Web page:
Your browser is no longer supported

For the best possible experience using our website we recommend you upgrade to a newer version or another browser.

Your browser appears to have cookies disabled. For the best experience of this website, please enable cookies in your browser

We'll assume we have your consent to use cookies, for example so you won't need to log in each time you visit our site.
Learn more

Projects face the axe after Treasury orders review of scheme approvals

Chief secretary to the Treasury David Laws has today ordered that all spending approvals since 1 January this year be reviewed and resubmitted to the Treasury.

Contractors said programmes such as the £285M Managed Motorways programme and the £100M investment to tackle potholes - both announced in the last Budget in March - looked particularly vulnerable.

The move is part of the new coalition government’s stated intention to make £6bn of spending cuts this year.

Laws said that detailed work has already been undertaken on where the cuts will fall and how they will be delivered. Over the next week he will meet with secretaries of state to agree how their departments will contribute. The detail will be set out next Monday.

Laws has also ordered secretaries of state to re-examine all spending approvals since 1 January this year and all pilot schemes under development. Proposals that required Treasury approvals will have to be resubmitted to the Treasury.

Where projects are good value for money and consistent with the Government’s priorities, they will go ahead, he said. Where they are not, it would be irresponsible to waste money on them. There is no point in continuing pilot schemes where they are too costly to implement, he added.

“The chancellor George Osborne and I are united in our resolve to deal urgently and decisively with the unacceptable state of our public finances,” he said. “It is both possible and necessary to start taking action this year.

“By making an early downpayment we are not only helping to reduce the deficit faster, we’re sending a clear and strong message that we intend to do what’s needed to repair our public finances and get our economy moving again. We can make these cuts while protecting the quality of key frontline services.”

Laws said the Government is satisfied the £6bn savings can be taken out of budgets this year without affecting the quality of priority frontline services to the public. There will be savings from cutting back on lower priority programmes, but beyond these, secretaries of state will guarantee that savings are implemented in a way that does not affect the quality of public services.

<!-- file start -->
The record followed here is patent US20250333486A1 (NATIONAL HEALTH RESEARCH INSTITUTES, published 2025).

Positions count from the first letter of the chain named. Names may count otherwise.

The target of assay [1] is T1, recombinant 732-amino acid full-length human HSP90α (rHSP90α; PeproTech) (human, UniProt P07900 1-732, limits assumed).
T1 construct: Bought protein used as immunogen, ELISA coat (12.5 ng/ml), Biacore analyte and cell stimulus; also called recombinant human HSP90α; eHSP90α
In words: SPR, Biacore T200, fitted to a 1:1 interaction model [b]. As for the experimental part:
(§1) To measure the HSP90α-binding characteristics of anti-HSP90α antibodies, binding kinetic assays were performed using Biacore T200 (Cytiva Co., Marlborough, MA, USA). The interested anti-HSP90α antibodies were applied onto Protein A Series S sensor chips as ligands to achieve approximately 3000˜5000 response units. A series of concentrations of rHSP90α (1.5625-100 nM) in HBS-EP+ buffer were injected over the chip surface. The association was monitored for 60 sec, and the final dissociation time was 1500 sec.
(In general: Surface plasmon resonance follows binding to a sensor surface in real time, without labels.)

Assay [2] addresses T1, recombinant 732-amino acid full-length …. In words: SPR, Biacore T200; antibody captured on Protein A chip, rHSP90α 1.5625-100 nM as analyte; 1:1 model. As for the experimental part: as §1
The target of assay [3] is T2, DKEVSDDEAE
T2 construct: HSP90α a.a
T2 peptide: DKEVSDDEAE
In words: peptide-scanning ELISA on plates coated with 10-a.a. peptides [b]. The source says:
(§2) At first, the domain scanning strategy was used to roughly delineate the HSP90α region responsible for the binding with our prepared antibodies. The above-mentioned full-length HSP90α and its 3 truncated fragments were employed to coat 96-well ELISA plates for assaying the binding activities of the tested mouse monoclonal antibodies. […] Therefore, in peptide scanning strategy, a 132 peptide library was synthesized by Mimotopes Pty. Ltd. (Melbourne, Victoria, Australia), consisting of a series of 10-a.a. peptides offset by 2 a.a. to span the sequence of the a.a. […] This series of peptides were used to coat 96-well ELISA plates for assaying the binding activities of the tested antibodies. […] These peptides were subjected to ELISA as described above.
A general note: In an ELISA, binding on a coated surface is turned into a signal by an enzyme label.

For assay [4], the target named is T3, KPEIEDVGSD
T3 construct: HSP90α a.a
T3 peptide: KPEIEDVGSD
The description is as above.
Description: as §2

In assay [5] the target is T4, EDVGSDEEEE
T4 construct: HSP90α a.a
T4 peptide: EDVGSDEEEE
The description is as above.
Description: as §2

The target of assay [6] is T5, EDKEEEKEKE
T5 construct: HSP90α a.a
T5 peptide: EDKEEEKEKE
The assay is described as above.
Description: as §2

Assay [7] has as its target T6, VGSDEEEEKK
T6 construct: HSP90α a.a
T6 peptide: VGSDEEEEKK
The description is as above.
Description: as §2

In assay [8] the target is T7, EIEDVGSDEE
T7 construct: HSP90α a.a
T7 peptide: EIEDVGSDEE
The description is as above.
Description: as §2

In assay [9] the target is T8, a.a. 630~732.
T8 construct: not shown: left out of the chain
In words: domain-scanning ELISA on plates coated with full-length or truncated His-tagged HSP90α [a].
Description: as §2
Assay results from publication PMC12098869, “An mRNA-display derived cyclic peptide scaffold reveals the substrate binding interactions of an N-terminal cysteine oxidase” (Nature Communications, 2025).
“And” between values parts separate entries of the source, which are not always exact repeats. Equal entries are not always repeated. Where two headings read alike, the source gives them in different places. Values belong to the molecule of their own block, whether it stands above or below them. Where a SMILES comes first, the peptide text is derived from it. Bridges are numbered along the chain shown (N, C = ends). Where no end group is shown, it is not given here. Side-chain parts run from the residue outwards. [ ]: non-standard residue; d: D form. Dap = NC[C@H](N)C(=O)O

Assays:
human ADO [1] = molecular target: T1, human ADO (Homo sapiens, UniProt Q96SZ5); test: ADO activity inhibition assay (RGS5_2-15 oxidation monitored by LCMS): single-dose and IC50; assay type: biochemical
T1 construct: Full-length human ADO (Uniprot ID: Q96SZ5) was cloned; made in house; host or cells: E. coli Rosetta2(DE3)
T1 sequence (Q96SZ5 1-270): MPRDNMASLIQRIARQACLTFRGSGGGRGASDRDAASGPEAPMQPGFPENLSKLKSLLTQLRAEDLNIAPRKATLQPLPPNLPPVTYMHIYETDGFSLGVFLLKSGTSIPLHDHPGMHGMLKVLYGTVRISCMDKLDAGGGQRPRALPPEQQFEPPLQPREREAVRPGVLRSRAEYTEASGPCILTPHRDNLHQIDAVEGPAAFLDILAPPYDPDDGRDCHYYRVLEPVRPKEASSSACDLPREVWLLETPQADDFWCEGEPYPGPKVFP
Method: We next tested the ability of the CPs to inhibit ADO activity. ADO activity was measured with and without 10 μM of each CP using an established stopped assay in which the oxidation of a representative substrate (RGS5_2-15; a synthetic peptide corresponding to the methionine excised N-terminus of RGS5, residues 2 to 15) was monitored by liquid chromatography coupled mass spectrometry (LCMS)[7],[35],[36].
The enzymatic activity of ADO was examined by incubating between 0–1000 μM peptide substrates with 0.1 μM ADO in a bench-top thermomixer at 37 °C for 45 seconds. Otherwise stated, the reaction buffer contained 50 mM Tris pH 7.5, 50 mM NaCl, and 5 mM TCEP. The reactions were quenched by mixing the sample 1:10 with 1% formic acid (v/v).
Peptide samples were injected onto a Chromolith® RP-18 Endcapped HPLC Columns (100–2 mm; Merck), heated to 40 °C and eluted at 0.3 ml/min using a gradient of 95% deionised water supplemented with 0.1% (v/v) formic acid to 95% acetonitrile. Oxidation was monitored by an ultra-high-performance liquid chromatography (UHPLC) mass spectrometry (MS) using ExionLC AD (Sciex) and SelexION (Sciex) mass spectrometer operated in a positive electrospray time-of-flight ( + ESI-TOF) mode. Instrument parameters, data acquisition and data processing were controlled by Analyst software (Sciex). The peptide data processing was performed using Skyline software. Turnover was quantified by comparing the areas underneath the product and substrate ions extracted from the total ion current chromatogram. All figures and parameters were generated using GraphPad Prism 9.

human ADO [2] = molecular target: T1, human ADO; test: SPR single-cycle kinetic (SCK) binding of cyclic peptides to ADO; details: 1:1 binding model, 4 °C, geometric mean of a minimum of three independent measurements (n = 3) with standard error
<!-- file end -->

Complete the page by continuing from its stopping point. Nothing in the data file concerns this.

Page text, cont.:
Wales, Scotland and Northern Ireland will be given the option of deferring their fair contributions to this year’s savings until next year, in recognition of the fact that the devolved legislatures have already approved spending plans for the current year. But these savings will still be made.

The Civil Engineering Contractors Association said there were no surprises in the announcement, but stressed the need to balance short-term spending cuts to address the deficit with the long-term need to ensure investment in infrastructure.

“Given the manifesto commitments made by the Conservative Party and the subsequent coalition agreement, cuts should come as no surprise. We are pleased the Government is taking seriously our call to provide the country with early direction on our economic future. However, there is a need to balance the need to reduce the deficit with the need to invest in infrastructure, which will play a key role in the delivery of a sustainable, low carbon economic recovery,” said CECA national director Rosemary Beales.

Chancellor George Osborne has also announced that Sir Alan Budd will chair a new Office for Budget Responsibility (OBR), established on an interim basis today, to assess the state of the public finances. Budd is a prominent economist who was a founding member of the Bank of England’s Monetary Policy Committee in 1997.

The OBR will make an independent assessment of the public finances and the economy for the emergency Budget, to be announced on 22 June. For the first time, the forecasts will not be determined by the chancellor’s judgements; the chancellor will accept the forecasts from the OBR for the Budget and Pre-Budget report. The independence of the OBR’s judgements will ensure that policy is made on an unbiased view of future prospects, improving confidence in the fiscal forecasts.

The OBR has also been instructed to assess the cost of outstanding PFI contracts.

Readers' comments (2)

  • I would argue that investing in repairing pot holes is as close as you could get to a frontline service with regard to transportation spending.

    Unsuitable or offensive? Report this comment

  • How much is Crossrail worth again??

    Unsuitable or offensive? Report this comment

Have your say

You must sign in to make a comment

Please remember that the submission of any material is governed by our Terms and Conditions and by submitting material you confirm your agreement to these Terms and Conditions. Please note comments made online may also be published in the print edition of New Civil Engineer. Links may be included in your comments but HTML is not permitted.